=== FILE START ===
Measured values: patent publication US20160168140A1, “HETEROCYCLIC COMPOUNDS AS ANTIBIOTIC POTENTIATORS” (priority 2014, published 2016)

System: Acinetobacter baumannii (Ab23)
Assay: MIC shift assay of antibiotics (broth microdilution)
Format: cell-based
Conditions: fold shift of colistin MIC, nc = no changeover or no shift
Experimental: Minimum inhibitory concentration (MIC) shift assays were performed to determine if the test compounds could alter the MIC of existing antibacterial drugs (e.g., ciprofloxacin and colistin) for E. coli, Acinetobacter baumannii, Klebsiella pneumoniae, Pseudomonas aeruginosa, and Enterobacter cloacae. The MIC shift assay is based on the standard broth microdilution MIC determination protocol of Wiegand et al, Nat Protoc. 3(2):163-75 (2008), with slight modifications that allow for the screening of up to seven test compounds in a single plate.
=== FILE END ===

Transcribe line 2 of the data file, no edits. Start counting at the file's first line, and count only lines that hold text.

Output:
System: Acinetobacter baumannii (Ab23)